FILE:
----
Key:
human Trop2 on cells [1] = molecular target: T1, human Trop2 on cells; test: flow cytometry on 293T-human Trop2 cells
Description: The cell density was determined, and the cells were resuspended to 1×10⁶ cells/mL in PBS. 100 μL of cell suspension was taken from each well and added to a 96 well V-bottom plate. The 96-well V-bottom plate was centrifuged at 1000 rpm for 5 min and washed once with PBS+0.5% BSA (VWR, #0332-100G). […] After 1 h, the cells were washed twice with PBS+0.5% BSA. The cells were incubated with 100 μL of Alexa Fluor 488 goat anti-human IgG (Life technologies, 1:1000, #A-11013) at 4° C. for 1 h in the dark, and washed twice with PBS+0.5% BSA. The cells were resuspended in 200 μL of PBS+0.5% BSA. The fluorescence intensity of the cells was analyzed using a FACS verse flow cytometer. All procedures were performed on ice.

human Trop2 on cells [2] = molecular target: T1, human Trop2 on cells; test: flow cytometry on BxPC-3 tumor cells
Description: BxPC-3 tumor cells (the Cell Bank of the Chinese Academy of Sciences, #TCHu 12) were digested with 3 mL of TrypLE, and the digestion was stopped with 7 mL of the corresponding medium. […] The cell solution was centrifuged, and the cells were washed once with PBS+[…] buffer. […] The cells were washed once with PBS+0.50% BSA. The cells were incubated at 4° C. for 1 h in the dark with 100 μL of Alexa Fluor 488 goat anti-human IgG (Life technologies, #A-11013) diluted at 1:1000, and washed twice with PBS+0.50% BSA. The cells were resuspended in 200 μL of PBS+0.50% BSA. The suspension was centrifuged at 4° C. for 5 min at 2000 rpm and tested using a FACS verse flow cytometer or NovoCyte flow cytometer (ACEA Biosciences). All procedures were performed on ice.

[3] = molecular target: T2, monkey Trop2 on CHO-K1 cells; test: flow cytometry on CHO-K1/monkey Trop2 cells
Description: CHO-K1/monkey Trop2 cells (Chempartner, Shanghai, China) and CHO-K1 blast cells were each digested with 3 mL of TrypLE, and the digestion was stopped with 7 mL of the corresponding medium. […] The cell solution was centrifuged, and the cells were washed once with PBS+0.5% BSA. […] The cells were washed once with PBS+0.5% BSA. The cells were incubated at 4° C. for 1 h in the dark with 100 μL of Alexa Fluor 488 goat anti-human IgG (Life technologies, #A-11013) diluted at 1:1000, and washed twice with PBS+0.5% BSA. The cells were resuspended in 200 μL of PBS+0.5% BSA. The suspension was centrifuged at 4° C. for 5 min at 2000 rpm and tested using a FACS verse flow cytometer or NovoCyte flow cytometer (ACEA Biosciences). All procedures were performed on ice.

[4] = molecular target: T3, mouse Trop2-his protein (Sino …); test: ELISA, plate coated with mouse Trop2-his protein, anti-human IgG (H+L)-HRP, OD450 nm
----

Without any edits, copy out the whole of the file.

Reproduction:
Key:
human Trop2 on cells [1] = molecular target: T1, human Trop2 on cells; test: flow cytometry on 293T-human Trop2 cells
Description: The cell density was determined, and the cells were resuspended to 1×10⁶ cells/mL in PBS. 100 μL of cell suspension was taken from each well and added to a 96 well V-bottom plate. The 96-well V-bottom plate was centrifuged at 1000 rpm for 5 min and washed once with PBS+0.5% BSA (VWR, #0332-100G). […] After 1 h, the cells were washed twice with PBS+0.5% BSA. The cells were incubated with 100 μL of Alexa Fluor 488 goat anti-human IgG (Life technologies, 1:1000, #A-11013) at 4° C. for 1 h in the dark, and washed twice with PBS+0.5% BSA. The cells were resuspended in 200 μL of PBS+0.5% BSA. The fluorescence intensity of the cells was analyzed using a FACS verse flow cytometer. All procedures were performed on ice.

human Trop2 on cells [2] = molecular target: T1, human Trop2 on cells; test: flow cytometry on BxPC-3 tumor cells
Description: BxPC-3 tumor cells (the Cell Bank of the Chinese Academy of Sciences, #TCHu 12) were digested with 3 mL of TrypLE, and the digestion was stopped with 7 mL of the corresponding medium. […] The cell solution was centrifuged, and the cells were washed once with PBS+[…] buffer. […] The cells were washed once with PBS+0.50% BSA. The cells were incubated at 4° C. for 1 h in the dark with 100 μL of Alexa Fluor 488 goat anti-human IgG (Life technologies, #A-11013) diluted at 1:1000, and washed twice with PBS+0.50% BSA. The cells were resuspended in 200 μL of PBS+0.50% BSA. The suspension was centrifuged at 4° C. for 5 min at 2000 rpm and tested using a FACS verse flow cytometer or NovoCyte flow cytometer (ACEA Biosciences). All procedures were performed on ice.

[3] = molecular target: T2, monkey Trop2 on CHO-K1 cells; test: flow cytometry on CHO-K1/monkey Trop2 cells
Description: CHO-K1/monkey Trop2 cells (Chempartner, Shanghai, China) and CHO-K1 blast cells were each digested with 3 mL of TrypLE, and the digestion was stopped with 7 mL of the corresponding medium. […] The cell solution was centrifuged, and the cells were washed once with PBS+0.5% BSA. […] The cells were washed once with PBS+0.5% BSA. The cells were incubated at 4° C. for 1 h in the dark with 100 μL of Alexa Fluor 488 goat anti-human IgG (Life technologies, #A-11013) diluted at 1:1000, and washed twice with PBS+0.5% BSA. The cells were resuspended in 200 μL of PBS+0.5% BSA. The suspension was centrifuged at 4° C. for 5 min at 2000 rpm and tested using a FACS verse flow cytometer or NovoCyte flow cytometer (ACEA Biosciences). All procedures were performed on ice.

[4] = molecular target: T3, mouse Trop2-his protein (Sino …); test: ELISA, plate coated with mouse Trop2-his protein, anti-human IgG (H+L)-HRP, OD450 nm